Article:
Field Work Fun – Removing Lysimeters

At Iowa Learning Farms, we have many tools in our tool belt to help us collect data and conduct field research. Funded by the USDA-NRCS National Conservation Innovation Grant (NCIG), one tool we use to collect groundwater samples are groundwater suction lysimeters at research farms throughout the state. Lysimeters have been installed at our cover crop mixture sites on research farms throughout Iowa. These fields that are under different crop treatments – single species cover crop, multi species cover crop, and no cover. The lysimeters reach 24” into the fields of corn or soybean to allow us to sample water from the crop root zone and analyze the differences in nitrate-nitrogen leaching among the three treatments. After the lysimeters are installed, we travel to field sites throughout the year and collect water samples.

Once field research is completed at a site, what goes in must come out. Unseasonably warm weather this fall allowed the Iowa Learning Farms team the chance to dig out 24 lysimeters at McNay Research Farm near Chariton in early November. We started by removing crop residue from around the lysimeter cap. We took the protective cap off, cleaned the cap, and then the fun began.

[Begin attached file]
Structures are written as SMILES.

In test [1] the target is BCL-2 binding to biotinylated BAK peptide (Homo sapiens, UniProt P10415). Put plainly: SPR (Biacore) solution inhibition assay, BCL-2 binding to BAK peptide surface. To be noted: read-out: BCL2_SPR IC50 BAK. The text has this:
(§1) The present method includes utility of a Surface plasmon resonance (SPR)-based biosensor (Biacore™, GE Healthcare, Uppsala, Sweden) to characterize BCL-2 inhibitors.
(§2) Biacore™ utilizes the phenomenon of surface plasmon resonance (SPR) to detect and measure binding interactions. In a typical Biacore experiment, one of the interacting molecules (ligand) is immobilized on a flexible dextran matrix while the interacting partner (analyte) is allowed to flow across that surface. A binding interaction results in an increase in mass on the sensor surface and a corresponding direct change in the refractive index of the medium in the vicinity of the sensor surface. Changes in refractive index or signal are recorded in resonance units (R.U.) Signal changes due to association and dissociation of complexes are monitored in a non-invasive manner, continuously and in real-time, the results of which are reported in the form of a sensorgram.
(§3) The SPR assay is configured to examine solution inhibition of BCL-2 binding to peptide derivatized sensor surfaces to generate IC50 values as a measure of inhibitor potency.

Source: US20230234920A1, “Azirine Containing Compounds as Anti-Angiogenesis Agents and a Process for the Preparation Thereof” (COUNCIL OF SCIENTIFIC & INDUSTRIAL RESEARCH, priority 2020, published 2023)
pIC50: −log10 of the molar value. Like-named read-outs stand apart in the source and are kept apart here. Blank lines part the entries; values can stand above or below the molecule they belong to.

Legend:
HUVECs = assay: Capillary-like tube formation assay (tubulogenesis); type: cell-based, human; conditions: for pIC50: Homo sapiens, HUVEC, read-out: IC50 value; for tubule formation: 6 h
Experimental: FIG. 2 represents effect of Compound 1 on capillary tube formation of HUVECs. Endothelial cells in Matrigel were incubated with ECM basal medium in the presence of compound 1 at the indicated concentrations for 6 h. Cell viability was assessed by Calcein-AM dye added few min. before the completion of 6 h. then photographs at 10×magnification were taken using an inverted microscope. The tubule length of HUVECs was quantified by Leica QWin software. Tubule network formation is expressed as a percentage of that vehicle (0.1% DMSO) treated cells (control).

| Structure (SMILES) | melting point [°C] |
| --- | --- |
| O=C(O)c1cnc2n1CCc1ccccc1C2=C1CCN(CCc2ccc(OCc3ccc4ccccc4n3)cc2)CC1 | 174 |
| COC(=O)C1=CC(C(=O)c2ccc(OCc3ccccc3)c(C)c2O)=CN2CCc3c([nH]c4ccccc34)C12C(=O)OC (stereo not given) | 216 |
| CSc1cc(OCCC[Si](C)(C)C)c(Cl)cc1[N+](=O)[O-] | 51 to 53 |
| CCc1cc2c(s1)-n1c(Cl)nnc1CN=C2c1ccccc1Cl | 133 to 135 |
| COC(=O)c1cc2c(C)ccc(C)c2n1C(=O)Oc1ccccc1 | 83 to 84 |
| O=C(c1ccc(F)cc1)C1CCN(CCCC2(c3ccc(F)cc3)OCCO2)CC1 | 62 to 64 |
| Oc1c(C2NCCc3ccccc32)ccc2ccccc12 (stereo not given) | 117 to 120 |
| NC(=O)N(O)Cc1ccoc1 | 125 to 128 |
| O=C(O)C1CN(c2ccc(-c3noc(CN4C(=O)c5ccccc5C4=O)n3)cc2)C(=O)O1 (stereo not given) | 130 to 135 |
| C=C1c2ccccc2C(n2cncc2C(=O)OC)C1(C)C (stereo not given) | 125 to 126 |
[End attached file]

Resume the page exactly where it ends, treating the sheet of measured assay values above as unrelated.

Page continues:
We used a spade to dig out a deep but targeted area of soil around the lysimeter and then removed loose soil.

We continued to dig down until at least 1/3 to 1/2 of the lysimeter tube was exposed. Digging out that much of the lysimeter allowed us to get a grip on the tube and relieve some suction pressure on the lysimeter from the surrounding soil.

After a few strong pulls with a firm grip, the lysimeter worked free of the soil and came out with a final reverse squat.

We collected all 24 of our lysimeters from McNay Research Farms and delivered them back to our lab on campus.

Julie Whitson